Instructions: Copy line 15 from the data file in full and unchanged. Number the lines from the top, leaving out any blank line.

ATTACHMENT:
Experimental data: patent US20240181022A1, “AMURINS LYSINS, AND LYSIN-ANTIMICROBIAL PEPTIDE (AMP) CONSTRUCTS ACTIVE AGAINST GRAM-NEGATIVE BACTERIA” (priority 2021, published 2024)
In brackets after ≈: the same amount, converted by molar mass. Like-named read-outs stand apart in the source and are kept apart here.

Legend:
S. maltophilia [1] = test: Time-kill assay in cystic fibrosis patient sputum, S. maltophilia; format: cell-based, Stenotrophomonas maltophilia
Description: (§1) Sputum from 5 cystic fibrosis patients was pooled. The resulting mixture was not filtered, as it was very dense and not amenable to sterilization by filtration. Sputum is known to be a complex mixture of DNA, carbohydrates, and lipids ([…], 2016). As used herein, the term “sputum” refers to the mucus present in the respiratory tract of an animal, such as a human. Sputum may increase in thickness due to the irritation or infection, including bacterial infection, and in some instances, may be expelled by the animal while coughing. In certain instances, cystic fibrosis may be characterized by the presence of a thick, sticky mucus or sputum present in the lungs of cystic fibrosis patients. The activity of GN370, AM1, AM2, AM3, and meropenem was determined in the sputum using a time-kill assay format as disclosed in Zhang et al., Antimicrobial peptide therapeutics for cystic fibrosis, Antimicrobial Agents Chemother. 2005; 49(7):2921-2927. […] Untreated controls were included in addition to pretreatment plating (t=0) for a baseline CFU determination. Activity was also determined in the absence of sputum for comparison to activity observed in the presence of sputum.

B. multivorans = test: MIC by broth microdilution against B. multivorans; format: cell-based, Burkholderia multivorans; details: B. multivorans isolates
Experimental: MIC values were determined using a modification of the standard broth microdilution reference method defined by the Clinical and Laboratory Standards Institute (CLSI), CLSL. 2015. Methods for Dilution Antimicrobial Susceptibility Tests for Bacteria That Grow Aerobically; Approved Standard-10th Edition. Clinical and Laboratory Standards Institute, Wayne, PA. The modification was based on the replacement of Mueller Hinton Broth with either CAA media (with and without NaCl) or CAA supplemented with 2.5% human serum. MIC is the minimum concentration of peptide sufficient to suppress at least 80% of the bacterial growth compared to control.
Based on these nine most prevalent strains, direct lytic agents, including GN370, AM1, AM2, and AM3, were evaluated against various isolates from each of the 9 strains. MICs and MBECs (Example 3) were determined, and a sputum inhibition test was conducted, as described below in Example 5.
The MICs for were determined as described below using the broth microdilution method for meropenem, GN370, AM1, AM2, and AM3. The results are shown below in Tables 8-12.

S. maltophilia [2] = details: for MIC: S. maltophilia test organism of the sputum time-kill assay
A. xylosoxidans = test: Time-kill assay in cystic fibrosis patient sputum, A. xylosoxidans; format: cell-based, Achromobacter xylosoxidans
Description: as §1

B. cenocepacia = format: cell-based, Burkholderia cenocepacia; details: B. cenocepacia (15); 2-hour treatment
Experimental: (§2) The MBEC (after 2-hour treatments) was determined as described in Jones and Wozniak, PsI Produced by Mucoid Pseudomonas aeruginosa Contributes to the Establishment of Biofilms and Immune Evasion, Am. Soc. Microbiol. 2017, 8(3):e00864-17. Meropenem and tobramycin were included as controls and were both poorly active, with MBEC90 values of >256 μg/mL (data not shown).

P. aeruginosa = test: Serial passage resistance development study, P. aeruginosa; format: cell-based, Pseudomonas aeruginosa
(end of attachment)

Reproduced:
P. aeruginosa = test: Serial passage resistance development study, P. aeruginosa; format: cell-based, Pseudomonas aeruginosa